It also does not matter how widely you are known. The Mayor of Toledo Ohio is a public figure despite not having been heard of in 99.999% of the United States.
Therefore, if being a public figure is not dependant on where you are, and it doesn’t matter how widely you are known, then it stands to reason then that alongside those public figures known countrywide or globally, there must also be local public figures known in smaller circles or communities. So my question is, if there is no upper limit, is there a lower limit? What is the threshold? – read more
Joe Monk’s ship, in a TNG-style planet scene:
– and, finally, a Ruby-related doodle from around the holidays:
I’d like to take a moment to thank Barry for giving me access to his repository of hilarity, and doubly so for having these on tap just as my body apparently got caught up with some sort of Spanish Influenza/Black Death hybrid.
SO YOU WANT TO BE AN ASTRONAUT – a primer
I have been interested in space exploration since July 8th, 1978. That day my uncle Buzz Yeager Jacobs took me to NASA to show me where he works. Uncle Buzz was an astronaut, and he took me behind the scenes of both the Johnson Space Center and Jet Propulsion Laboratories. I got to wear a spacesuit, I walked on their simulated moon environment, and I was even blasted into near-Earth orbit when I stowed away in the payload of a Gemini 6 rocket. I came back with only a few ill effects, but I was kept in quarantine for a week because of exposure to cosmic radiation due to poor shielding in the cargo compartment. To this day I still yell “Flame on!” in times of extreme stress.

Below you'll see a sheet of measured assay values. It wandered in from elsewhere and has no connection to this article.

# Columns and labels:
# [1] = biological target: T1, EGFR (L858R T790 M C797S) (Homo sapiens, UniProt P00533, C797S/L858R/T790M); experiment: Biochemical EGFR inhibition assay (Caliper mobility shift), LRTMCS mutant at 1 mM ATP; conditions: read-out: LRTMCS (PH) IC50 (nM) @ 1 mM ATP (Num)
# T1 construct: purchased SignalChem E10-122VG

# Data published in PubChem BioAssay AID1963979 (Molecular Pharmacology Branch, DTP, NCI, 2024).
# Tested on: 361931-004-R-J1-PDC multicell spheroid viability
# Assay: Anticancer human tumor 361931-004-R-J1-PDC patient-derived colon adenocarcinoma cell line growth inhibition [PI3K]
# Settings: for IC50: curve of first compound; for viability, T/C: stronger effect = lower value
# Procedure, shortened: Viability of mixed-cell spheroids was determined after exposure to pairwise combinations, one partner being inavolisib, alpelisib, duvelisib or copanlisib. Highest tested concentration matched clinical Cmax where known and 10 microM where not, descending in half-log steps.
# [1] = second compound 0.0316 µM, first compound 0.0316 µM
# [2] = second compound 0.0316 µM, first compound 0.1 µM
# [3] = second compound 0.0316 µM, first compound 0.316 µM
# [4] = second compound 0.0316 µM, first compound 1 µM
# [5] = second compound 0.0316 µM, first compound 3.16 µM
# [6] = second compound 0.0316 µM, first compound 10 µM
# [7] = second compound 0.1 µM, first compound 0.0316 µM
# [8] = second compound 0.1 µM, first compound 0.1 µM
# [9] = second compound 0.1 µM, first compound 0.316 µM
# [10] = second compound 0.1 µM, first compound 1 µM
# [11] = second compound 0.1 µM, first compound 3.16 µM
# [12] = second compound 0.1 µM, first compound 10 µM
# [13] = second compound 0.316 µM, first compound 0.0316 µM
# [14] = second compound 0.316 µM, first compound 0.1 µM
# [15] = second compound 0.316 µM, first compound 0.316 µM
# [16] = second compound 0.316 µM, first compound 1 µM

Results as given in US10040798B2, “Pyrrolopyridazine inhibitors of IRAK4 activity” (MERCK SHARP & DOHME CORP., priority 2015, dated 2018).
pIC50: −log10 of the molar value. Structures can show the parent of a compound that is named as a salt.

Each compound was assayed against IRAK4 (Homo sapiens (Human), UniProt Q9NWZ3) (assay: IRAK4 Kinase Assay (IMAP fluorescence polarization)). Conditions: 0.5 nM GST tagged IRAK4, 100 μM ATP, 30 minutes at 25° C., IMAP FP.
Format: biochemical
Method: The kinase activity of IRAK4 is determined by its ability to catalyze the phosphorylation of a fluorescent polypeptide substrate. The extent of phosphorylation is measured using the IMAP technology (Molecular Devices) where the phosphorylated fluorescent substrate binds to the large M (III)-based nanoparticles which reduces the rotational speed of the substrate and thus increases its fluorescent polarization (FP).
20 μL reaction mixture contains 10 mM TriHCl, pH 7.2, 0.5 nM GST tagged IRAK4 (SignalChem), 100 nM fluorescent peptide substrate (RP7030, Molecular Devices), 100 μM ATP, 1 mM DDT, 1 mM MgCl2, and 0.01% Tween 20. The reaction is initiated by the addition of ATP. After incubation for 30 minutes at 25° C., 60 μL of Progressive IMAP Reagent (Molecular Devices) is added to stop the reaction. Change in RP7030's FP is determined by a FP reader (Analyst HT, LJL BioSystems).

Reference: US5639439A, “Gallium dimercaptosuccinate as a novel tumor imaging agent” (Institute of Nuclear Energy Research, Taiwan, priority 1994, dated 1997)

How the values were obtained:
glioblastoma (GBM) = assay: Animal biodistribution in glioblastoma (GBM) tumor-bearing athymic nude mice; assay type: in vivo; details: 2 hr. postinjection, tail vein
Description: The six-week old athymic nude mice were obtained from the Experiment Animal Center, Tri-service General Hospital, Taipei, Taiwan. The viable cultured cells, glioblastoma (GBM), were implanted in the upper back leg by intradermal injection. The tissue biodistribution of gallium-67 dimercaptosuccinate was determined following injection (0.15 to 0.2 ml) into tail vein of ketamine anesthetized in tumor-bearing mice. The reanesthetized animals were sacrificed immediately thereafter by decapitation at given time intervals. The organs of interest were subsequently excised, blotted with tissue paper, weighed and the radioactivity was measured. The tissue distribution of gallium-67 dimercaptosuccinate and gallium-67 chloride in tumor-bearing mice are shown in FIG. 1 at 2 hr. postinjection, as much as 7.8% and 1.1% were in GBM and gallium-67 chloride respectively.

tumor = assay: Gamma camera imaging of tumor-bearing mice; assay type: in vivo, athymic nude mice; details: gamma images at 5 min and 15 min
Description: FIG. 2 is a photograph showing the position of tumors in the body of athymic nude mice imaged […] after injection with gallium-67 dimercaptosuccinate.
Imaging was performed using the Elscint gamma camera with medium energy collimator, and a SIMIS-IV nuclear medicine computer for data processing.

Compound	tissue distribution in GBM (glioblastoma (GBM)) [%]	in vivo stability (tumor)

Since then, I have taken an interest in space travel and have now taken it upon myself to write this primer for you, the aspiring astronaut-to-be.
PART ONE- So You Want To Be An Astronaut.
It’s not easy becoming a member of the elite space corps. Buzz Yeager Jacobs was an air force test pilot for 25 years and flunked out of flight school twice before he was accepted for astronaut training. They don’t take just anyone. Lindsay Lohan, for example, cannot be an astronaut, no matter how much we would all like to blast her into space.
Astronauts go through rigorous training, both physical and mental. They must be able to withstand the enormous physical trauma of space flight- the high gravitational forces on takeoff and reentry followed by no gravity and weightlessness. Mentally, the stress is even harder. Ever see the Bugs Bunny cartoon where he stacks a dozen cases of dynamite on top of each other and lights the fuse, blowing up poor Elmer Fudd who was tied to the top? Well, that is space flight in a nutshell, and every astronaut knows it.